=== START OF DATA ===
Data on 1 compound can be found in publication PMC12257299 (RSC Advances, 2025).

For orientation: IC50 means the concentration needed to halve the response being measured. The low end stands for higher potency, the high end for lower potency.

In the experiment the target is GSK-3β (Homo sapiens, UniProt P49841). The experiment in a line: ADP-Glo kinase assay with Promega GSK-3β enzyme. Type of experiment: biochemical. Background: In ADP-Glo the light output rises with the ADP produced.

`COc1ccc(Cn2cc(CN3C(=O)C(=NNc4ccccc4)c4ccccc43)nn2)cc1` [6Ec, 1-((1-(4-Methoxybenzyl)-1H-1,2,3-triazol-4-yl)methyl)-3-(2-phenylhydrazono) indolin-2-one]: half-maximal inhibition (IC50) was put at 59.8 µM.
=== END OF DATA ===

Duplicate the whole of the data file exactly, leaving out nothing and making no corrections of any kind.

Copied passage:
Data on 1 compound can be found in publication PMC12257299 (RSC Advances, 2025).

For orientation: IC50 means the concentration needed to halve the response being measured. The low end stands for higher potency, the high end for lower potency.

In the experiment the target is GSK-3β (Homo sapiens, UniProt P49841). The experiment in a line: ADP-Glo kinase assay with Promega GSK-3β enzyme. Type of experiment: biochemical. Background: In ADP-Glo the light output rises with the ADP produced.

`COc1ccc(Cn2cc(CN3C(=O)C(=NNc4ccccc4)c4ccccc43)nn2)cc1` [6Ec, 1-((1-(4-Methoxybenzyl)-1H-1,2,3-triazol-4-yl)methyl)-3-(2-phenylhydrazono) indolin-2-one]: half-maximal inhibition (IC50) was put at 59.8 µM.